Neil Young Equates Piracy To Radio

    January 31, 2012
    Zach Walton
    Comments are off for this post.

Rovio boss Mikael Hed said that piracy equals exposure. Music legend Neil Young couldn’t agree more.

At the Dive Into Media conference today, Neil Young spoke on music piracy and music quality. He detailed his solution to audio quality and his relationship with Steve Jobs.

Speaking first on the MP3 format, Young said that digital formats are convenient, but they sound lousy. He said that his goal is to “rescue the art form that I’ve been practicing for the past 50 years.” He blames the digital age for the degradation of music quality.

Modern digital formats sound great on my phone and I have no problem with it. Young, however, rightly points out that the digital encoding only captures a small percent of the musical data in a master recording.

Young doesn’t hate digital formats, far from it. He just feels that the “digital age” has caused people to choose between quality and convenience. “They shouldn’t have to make that choice,” Young said.

The solution is hardware that can play audio files that preserve more of the data present in the original recordings according to Young. He isn’t making that solution though. He’s leaving the heavy lifting to “some rich guy” like Steve Jobs.

Speaking of Jobs, Young says that he was a “pioneer of digital music, and his legacy is tremendous.” He says that Jobs listened to vinyl at home after a day’s work. If Jobs were to live long enough as Young has, he’s sure that Jobs would have found a solution.

He then moved onto record companies and whether or not they’re obsolete:

“What I like about record companies is that they present and nurture artists. That doesn’t exist on iTunes, it doesn’t exist on Amazon. That’s what a record company does, and that’s why I like my record company. People look at record companies like they’re obsolete, but there’s a lot of soul in there — a lot of people who care about music, and that’s very important.”

He then said that artists that complain about record companies should go it alone and become indie artists.

At the end of the talk, he tackled the sensitive issue of piracy:

“Piracy is new radio. That’s how music gets around.”

  • Moses

    The problem has nothing to do with hardware: hardware a hundred times more accurate than that of the past exists, either digital or analogue. The problem is storage space. Extremely high quality digital music takes up way too much space to be practical for every day consumers, which is why it has to be compressed, which is why it doesn’t sound as good.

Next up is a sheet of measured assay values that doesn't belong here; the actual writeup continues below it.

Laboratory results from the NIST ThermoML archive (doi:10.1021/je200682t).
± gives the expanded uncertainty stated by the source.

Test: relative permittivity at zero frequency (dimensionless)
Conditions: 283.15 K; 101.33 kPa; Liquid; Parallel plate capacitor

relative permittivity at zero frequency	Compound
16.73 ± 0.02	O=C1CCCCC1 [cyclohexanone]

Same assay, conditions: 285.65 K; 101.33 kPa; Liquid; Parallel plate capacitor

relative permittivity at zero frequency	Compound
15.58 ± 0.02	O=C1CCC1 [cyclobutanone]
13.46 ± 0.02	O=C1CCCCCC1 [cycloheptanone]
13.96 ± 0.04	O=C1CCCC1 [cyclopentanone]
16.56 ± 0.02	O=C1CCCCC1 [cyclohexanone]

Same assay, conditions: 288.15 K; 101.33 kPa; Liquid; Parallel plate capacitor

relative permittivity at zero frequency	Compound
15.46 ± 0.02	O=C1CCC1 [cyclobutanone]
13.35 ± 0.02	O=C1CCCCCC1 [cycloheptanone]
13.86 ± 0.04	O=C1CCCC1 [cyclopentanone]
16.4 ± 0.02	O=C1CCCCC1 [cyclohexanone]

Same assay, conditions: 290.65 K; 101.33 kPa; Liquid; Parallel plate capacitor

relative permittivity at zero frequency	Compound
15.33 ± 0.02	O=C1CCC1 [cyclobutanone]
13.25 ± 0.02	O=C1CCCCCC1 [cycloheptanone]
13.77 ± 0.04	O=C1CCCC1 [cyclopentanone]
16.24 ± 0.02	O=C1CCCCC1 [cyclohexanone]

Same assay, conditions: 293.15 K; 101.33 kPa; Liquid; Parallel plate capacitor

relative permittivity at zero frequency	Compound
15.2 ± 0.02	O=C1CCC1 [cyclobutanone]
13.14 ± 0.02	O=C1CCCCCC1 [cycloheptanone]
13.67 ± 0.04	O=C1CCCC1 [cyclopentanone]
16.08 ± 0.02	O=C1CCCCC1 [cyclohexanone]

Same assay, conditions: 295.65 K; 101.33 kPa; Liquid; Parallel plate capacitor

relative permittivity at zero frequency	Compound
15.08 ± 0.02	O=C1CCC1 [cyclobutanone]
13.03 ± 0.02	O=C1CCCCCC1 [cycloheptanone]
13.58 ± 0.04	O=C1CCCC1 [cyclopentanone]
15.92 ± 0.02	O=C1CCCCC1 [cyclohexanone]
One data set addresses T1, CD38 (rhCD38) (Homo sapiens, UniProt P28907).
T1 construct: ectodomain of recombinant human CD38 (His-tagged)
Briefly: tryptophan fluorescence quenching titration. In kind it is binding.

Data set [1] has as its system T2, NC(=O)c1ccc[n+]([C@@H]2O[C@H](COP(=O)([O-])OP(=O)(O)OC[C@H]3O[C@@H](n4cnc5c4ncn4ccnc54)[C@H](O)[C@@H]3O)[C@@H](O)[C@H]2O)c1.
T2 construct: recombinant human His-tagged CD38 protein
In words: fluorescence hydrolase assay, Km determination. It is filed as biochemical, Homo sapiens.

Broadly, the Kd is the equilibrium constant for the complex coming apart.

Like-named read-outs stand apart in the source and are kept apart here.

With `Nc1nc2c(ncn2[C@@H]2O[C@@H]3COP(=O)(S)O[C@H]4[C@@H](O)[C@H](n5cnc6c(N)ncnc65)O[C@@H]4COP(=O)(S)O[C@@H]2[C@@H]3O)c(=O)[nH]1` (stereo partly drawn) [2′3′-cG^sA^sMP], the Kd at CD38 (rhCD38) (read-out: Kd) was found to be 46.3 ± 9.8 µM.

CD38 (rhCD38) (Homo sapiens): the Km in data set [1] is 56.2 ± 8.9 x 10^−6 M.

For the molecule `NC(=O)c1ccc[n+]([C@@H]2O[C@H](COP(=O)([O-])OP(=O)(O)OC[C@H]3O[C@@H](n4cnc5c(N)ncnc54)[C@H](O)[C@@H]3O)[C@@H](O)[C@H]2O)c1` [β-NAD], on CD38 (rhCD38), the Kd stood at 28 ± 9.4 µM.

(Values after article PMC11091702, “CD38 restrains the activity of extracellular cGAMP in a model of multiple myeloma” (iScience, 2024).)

• chase

    I’d have to agree with Niel on the piracy or more aply termed “file sharing” a means of promo.

    Mp3 is far from an ideal format. Hardware is definitely a player in the puzzle though.

    If you’ve heard a good audiophiles system, you’d want better quality at home or even for portable listening. Mp3 is concurrent with main stream electronics and players. A better format is long been needed.

    Higher end sound cards need more promo to get them in the computers of the everyday listener.

    Those that are serious about the music they listen to, know the difference.

    Storage is at a pricing that makes it readily available. And as the new SHD’s come down, play back will improve both for audio and video.

    The only bad about digital age is many are use to the bad quality now… They need to be shown a clear difference to get them onboard with higher quality.

    A direction I think you’ll find digital heading in now that it’s common place and come of age where it can focus on the quality side rather than the quality side of things.

  • chase

    That should have read:

    A direction I think you’ll find digital heading in

    now that it’s common place and come of age

    where it can focus on the quality side rather

    than the quantity side of things.

    And to further expound a bit…

    Digital media is in every ones hands now. In every home, on every phone. That part has been achieved.

    Timing is right to move to night standards all round in media.

    Once the consumer has something the can compare quality of one to another, at the right price they’ll choose quality every time.

  • Dave Barnett

    I couldn’t agree more. Many artists have recently gone to selling their wares in .flac format, and the difference is incredible compared to mp3. The cost difference is miniscule too. There are certainly some bands that are embracing the technology. Mostly jam-bands, but it’s working its way to the mainstream.

    What I think Neil is talking about here is a format that is better than the CD. Despite all of it’s hype and broad acceptance, it’s still 16-bit with 44.1 KHz sampling. A full digital album of 24-bit, 96 KHz in lossless format equals about 1 GB of storage. At today’s drive prices that is about seven cents in hardware cost.

    The time has come.